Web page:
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Box & Lucas: Designed experiments for nonlinear models

All this month, I'm writing about George E.P. Box, as part of the celebration of the International Year of Statistics. Last week, I wrote about Box-Behnken designs for fitting response surface models. In this post, I want to tell you about the paper Box wrote in 1959 with H. L. “Curly” Lucas.

I was interested in this paper for several reasons. First, Lucas is the father of one of my colleagues at SAS, Bob Lucas. I was just talking to Bob about this blog post, and he told me that his father was called Curly not because he had curls but because he looked like Curly from the Three Stooges. I was also interested in this paper because it is one of the first papers on how to design experiments for models that are nonlinear in the parameters.

How does the paper begin?

The paper starts with an example of the kind of problem the authors want to address. They imagine a chemical reaction where a substance A decomposes to form substance B, which in turn decomposes to form substance C. The yield, y, of B as a function of time, t, is

y = θ 1 { exp (θ 2 t )- exp( θ 1 t)}/ ( θ 1 - θ 2 )

The problem is to choose reaction times at which to observe the yield in order to get the most precise estimates possible of the unknown parameters, θ 1 and θ 2 .

What happens next?

A short subsection then deals with the practicalities of choosing ranges for the factors. For example, in the reaction example, the time must be positive. The following section contains the main analytical development. Here, Box and Lucas introduce what amounts to a local D-optimality criterion for the nonlinear model. They point out that the information in the design depends on the unknown values of the parameters, so you need an initial guess at the parameters to get started.

They also suggest two ideas for further work that seem prescient. One idea was to consider a prior distribution on the unknown parameters. This naturally leads to a Bayesian D-optimality criterion, which is what the JMP nonlinear designer uses.

Their second idea was to consider a sequential approach whereby the researcher augments the current data by adding points that are optimal with respect to the current parameter estimates. Then, new responses are acquired, and the model is updated. Assuming the fitted parameters change, there would be another set of optimal runs to do. This is current practice in some dose response modeling studies.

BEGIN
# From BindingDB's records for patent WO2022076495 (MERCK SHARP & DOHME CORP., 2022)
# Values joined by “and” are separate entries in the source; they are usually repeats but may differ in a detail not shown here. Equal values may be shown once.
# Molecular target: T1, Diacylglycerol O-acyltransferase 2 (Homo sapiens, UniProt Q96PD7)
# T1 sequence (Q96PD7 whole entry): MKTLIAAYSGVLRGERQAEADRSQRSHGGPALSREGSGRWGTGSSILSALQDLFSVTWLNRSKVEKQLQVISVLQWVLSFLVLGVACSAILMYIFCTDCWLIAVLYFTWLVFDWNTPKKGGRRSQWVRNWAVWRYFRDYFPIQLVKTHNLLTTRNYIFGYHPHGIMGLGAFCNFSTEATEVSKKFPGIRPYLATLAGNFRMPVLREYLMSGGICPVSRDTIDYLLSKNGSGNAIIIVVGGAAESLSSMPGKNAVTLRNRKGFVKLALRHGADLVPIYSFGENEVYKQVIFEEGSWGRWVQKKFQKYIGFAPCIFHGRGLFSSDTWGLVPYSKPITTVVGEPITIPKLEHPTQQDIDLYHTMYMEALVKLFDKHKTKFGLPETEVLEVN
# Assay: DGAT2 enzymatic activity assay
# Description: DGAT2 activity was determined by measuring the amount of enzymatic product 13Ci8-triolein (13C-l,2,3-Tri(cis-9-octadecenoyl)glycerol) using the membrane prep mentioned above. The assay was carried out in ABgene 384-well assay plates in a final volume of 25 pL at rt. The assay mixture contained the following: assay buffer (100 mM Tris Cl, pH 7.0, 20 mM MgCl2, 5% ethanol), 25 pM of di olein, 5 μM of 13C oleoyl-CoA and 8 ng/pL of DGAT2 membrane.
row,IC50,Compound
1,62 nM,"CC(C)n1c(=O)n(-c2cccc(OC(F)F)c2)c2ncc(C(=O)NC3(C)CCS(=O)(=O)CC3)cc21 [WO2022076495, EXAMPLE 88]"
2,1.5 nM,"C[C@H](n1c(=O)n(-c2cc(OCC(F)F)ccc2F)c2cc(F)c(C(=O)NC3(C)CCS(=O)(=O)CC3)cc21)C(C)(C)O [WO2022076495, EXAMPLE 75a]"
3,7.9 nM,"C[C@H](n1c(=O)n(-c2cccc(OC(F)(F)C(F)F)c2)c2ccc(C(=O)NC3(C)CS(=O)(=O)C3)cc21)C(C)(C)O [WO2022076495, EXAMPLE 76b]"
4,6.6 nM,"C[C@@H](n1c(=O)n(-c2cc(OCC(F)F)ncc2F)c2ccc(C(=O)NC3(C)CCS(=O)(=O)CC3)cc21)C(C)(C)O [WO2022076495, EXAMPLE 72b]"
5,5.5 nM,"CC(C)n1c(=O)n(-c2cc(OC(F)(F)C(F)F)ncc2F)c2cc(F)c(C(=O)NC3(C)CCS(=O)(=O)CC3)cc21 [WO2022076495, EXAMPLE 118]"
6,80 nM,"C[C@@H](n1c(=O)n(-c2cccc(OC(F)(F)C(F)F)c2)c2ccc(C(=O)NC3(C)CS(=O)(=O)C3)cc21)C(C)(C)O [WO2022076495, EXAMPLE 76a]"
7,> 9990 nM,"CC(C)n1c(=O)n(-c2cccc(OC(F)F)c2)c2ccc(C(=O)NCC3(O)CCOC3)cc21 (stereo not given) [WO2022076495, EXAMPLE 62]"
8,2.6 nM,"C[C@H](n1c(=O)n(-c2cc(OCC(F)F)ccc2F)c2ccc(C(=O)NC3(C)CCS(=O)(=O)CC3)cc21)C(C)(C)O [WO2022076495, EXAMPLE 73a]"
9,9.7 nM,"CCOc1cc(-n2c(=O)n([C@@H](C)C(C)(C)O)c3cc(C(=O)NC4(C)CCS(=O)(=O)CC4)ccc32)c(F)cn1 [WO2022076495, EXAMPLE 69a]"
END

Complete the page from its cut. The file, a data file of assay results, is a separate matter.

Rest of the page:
At this point, they return to their motivating example, making guesses of that θ 1 = 0.7 and θ 2 = 0.2. Given these parameter values, they plot the yield as a function of time.

Figure 1 shows the JMP Graph Builder plot of their function. The two red plus signs are at the optimal two times for getting precise estimates of the parameters given that the initial guesses are close to being correct.

Figure 2 shows the way to enter a function for use with the nonlinear designer in JMP.

Table 1 shows the locally optimal design produced by JMP using initial parameter values of 0.7 and 0.2.

In the paper, Box and Lucas report the two optimal times as 1.23 and 6.86. Pretty close for 1959!

How does the paper end?

The rest of the paper deals with applying there methods to other examples with one or two unknown parameters. In their discussion at the end of the article, they make one more really interesting point. Sometimes, the parameters enter the model in such a way that even the best design is incapable of producing precise parameter estimates. They point out that in many cases, the predicted responses are still good even if the parameters are not nailed down due to high correlations among them. From there, it would only take a small step to suggest an optimality criterion that minimizes the average variance of the responses.

G. E. P. Box and H. L. Lucas (1959) “Design of Experiments in Non-Linear Situations” Biometrika Vol. 46 No. 1 pp. 77-80.

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